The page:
Keeping Your Conservatory Temperature Under Control
The very idea of opening a family home to the sun encourages many people to have conservatories and orangeries built onto their property. But, one of the hardest elements of getting the most out of your conservatory is keeping the temperature at a comfortable level.
In the summer, the glazing in a conservatory (especially ones with glass roofs) act like an additional radiator, magnifying the heat of the sun into your home. Then, in the winter, they let a lot of the heat our of your home, which puts an extra drain on heating systems and energy costs.
At Excellent Windows, we are seeing a lot of homeowners replacing old glazed conservatory roofs with Supalite tiled roofs. This helps manage the climate of the conservatory with the added benefit of reducing noises from a heavy downpour.
A traditional glass conservatory should be seen as a summer room. Although you can place heating in the area, or cover the windows with blinds, you may struggle to keep it warm during the winter.
That said, with the sun shining, glazing becomes a radiator, so you will be able to enjoy some warm days in your conservatory during the winter months as long as the sun is shining.
The ratio of brick, tile and wood to glass will have a big impact on temperature. Glass is a much faster conductor of hot and cold, whereas brick and tile can absorb the heat during the summer, and can be insulated to keep the cold air out during the winter.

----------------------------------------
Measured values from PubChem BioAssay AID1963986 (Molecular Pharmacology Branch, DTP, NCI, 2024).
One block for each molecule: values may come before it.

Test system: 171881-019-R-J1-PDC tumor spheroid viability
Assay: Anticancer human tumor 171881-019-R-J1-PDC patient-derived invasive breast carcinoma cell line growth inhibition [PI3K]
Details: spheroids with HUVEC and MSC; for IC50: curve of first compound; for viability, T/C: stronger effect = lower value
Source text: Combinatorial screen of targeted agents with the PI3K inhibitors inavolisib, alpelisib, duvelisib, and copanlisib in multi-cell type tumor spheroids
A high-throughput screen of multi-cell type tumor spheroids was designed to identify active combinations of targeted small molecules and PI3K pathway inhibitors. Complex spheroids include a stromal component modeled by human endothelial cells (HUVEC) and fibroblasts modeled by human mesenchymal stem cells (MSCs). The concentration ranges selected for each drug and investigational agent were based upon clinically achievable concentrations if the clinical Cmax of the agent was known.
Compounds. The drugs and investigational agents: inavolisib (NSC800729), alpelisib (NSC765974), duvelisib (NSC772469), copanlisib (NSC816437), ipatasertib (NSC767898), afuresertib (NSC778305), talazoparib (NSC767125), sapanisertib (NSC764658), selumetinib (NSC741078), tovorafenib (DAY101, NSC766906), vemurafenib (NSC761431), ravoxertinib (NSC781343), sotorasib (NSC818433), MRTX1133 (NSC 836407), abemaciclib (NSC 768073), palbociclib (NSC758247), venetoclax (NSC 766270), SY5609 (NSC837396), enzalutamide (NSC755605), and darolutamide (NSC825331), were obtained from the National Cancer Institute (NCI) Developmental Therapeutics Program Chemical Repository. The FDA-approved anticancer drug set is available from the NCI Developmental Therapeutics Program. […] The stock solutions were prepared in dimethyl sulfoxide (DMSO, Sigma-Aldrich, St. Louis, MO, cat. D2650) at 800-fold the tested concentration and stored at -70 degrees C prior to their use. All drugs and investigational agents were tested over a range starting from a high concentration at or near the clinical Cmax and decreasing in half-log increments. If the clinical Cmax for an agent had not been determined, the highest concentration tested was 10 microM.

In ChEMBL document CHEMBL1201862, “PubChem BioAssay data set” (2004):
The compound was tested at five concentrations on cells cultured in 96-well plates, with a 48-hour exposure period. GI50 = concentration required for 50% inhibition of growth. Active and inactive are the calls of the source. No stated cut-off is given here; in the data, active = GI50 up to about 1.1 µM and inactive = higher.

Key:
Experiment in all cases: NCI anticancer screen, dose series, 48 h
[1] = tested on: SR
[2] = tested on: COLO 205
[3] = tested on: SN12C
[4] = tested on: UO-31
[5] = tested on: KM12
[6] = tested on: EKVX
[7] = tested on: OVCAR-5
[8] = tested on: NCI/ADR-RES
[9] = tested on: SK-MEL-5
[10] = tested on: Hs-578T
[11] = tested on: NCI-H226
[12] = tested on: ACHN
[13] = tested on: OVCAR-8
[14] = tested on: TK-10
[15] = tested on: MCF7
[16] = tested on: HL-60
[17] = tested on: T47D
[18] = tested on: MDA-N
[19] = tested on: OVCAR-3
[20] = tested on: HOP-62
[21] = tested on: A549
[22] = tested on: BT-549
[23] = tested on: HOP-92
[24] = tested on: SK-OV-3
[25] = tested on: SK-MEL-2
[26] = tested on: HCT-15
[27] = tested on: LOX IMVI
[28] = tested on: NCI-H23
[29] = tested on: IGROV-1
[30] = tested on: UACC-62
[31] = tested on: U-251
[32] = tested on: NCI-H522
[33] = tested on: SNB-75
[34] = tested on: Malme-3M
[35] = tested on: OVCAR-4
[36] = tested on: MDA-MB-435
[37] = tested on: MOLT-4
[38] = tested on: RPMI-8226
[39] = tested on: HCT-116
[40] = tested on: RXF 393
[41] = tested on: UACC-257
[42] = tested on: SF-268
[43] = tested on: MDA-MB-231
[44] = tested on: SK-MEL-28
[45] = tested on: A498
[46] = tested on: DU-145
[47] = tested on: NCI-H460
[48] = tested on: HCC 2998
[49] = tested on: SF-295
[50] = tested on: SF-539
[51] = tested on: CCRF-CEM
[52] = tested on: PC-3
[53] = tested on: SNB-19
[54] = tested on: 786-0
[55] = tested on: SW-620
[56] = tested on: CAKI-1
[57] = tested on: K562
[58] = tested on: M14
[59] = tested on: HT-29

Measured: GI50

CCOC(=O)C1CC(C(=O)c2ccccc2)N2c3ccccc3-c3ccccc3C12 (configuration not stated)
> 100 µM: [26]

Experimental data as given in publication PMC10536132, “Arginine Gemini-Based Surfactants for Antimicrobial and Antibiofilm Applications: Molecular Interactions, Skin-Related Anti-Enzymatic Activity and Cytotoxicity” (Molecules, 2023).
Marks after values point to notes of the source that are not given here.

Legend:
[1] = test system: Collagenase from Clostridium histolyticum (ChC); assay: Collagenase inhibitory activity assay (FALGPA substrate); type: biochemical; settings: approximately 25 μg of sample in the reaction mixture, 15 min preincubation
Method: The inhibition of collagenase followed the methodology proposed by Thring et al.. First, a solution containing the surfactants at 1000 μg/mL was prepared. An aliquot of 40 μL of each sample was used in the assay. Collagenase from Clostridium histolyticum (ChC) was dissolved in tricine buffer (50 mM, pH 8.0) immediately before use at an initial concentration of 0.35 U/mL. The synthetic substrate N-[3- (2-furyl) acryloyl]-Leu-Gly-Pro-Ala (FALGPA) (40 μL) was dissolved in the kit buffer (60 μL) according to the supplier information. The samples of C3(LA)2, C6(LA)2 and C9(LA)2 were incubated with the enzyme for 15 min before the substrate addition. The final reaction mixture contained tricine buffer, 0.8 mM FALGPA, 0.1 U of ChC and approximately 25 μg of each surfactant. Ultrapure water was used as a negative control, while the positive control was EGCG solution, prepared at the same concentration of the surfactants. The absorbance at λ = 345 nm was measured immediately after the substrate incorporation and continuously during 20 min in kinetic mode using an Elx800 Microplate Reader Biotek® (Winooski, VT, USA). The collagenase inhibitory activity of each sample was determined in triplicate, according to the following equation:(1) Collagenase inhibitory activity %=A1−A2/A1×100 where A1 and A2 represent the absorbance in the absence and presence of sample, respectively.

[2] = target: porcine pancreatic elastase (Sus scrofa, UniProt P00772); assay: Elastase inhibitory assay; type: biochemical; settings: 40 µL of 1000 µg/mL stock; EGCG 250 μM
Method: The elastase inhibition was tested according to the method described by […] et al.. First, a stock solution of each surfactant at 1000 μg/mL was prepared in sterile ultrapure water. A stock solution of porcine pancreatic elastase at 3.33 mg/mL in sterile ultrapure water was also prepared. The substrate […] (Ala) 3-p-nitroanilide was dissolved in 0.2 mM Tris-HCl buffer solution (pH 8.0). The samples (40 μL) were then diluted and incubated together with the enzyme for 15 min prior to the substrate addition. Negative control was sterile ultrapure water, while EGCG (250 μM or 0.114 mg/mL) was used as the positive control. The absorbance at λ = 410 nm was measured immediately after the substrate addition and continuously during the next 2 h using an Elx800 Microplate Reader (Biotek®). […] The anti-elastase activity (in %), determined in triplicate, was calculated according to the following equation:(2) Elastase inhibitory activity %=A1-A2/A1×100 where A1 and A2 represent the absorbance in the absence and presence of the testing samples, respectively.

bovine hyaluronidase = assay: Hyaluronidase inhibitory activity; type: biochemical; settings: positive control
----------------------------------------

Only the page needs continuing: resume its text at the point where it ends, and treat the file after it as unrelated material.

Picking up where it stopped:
For a more temperate conservatory, why not consider a higher ratio of solid materials before construction – more of an orangery style. A mixture of brick, along with glass windows, combined with a tiled roof with opening vents won’t offer you the same amount of light as a conservatory, but it will leave you with a more practical all-year-round room to take advantage of.
There are heating systems for conservatories and they will have an effect, but the construction still plays a part on how much impact they have and how much heat they retain. These systems range from electrical fan or oil heaters, through to radiators and underfloor heating for new constructions.
More and more customers are asking for air conditioning units to be installed into their conservatories and orangeries. The same rule applies in terms of the construction materials and temperature retention, but these can take effect quickly as and when you need them.
Roof vents and high windows also allow heat to escape if you are not using air conditioning in your room.
During the winter, ventilation is important if your conservatory is built onto the side of your home. On one hand, you don’t want it to be cold, but you also need to allow airflow, especially if it doesn’t affect the heat in your home.
With the development of construction materials, you can also opt for combinations of build elements – choosing from windows, doors brick and tiled roofs. This includes wide opening bi-fold doors that open your conservatory right up during the summer.
The key to getting a summer room or orangery that suits you, is knowing what you want to use it for. The more practical the design and build of your conservatory, the more you’ll use it.
Making the right decisions up-front will make sure you get the most from this type of investment in your home.
If you’d like to know more about your options, or want to have a chat about how we can help with the temperature of your conservatory, why not get in touch?